Step 2: The vbridge, lacking the Dst IP in its records, directs the traffic through the default route.

Step 3: The Service (SVC) performs source NAT, transforming the Pod IP into the VM IP. If the source IP remains as the Pod IP, it might be dropped at the Internet gateway since it recognizes only the VM IP.

Step 4: With source NAT completed, the packet can now be accepted by the Internet gateway.

Step 5: The Internet gateway performs another NAT, changing the VM internal IP to an external IP, and then moves the packet towards the Internet.

Step 6: On the return journey, the packet follows the same path, and all modifications to the source IP are reverted. This ensures that each layer of the system receives understandable IP addresses: at the node or VM level, within the VM internally, and at the Pod level within the Pod namespace.

(2) Ingress (External to Internal): Traffic flows from the external network into the cluster’s Service. Ingress also has the ability to allow or block specific connections through rules. There are two main methods:

  • Service Load Balancer (L4): A Cloud controller automatically creates a Load Balancer when a Service is set up. The Load Balancer is assigned an IP, enabling users to direct traffic to it, facilitating communication with the Service. (Ex. Metallb)

Step 1: Direct the packet to the Load Balancer.

Step 2: The Load Balancer randomly selects a VM node.

Step 3: On the chosen VM node, the packet is directed to the correct Pod through internal Load Balancer rules (e.g., kube-proxy).

Step 4: iptables executes the correct NAT to route the packet to the correct Pod.

  • Ingress Controller (L7): Operates within the HTTP/HTTPS protocol range of the network stack, running above Services, e.g., NodePort.

6. Service Discovery

Kubernetes discovers Services through two methods:

1. Environment Variables: Configured by the kubelet service for each running service using {SVCNAME}SERVICE_HOST and {SVENAME}SERVICE_PORT. The Service needs to be set up before Pod creation for variable injection during Pod creation.

2. DNS: Deployed as a Kubernetes service, the DNS service includes DNS server pods. All cluster Pods use this DNS service, and it covers the Pod namespace and Cluster default domain in the DNS search list.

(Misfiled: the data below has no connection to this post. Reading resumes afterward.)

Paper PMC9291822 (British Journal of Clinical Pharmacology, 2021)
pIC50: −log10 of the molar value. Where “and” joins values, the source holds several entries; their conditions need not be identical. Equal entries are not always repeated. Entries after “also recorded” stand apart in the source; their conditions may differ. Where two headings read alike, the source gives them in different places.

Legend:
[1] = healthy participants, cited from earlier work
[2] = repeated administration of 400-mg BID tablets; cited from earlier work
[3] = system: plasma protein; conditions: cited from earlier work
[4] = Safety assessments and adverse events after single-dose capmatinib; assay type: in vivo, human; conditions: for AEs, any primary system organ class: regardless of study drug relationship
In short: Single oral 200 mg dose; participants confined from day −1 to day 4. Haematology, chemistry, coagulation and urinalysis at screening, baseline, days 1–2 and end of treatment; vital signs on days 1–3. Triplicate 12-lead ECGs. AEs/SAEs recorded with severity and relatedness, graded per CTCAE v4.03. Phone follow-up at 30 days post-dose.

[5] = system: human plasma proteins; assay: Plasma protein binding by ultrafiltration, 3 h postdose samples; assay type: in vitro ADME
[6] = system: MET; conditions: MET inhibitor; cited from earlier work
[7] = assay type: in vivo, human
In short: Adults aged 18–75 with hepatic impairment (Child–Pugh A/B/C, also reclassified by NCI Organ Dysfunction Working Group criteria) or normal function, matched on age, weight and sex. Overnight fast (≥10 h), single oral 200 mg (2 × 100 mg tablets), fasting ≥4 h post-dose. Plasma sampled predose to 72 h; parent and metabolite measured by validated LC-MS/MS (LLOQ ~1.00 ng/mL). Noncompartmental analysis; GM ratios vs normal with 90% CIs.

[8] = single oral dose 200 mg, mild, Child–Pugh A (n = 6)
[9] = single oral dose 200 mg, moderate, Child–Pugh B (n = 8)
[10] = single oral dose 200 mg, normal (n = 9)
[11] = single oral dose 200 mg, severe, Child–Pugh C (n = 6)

Cluster-aware DNS, like CoreDNS, monitors K8S API for new Services, automatically updating DNS records. With DNS enabled, Pods can resolve Services using their DNS names. The Kubernetes DNS server is the only way to access ExternalName Services.

7. Types of Services

Kubernetes Service offers a method to access a group of Pods, typically implemented using label selectors. Applications may need to access other services within the same cluster or expose services to the external world. Kubernetes ServiceTypes allow you to specify how a Service should be exposed.

  • ClusterIP: Default Service Type that allows communication between Application services within the same cluster. It does not accept external connections.
  • LoadBalancer: Requires a Cloud Load Balancer provider. Traffic directly reaches the backend Pods from an external Load Balancer, and the flow is determined by the Cloud LB.
  • NodePort: Opens a specific port on all nodes, enabling external services to forward traffic to the Service via the designated port. The traffic is then directed to the backend Pods based on rules.

8. Conclusion

This article explains key concepts in Kubernetes internal networking, detailing how communication works from individual containers to interactions between internal and external networks. Understanding these concepts is crucial for effective K8S cluster management, helping troubleshoot connectivity issues and optimize load distribution among Pods. A solid grasp of these basics is essential to prevent avoidable challenges during maintenance.

Thanks for reading, and until next time, happy clustering!




Albert Weng

You don't have to be great to start, but you have to start to be great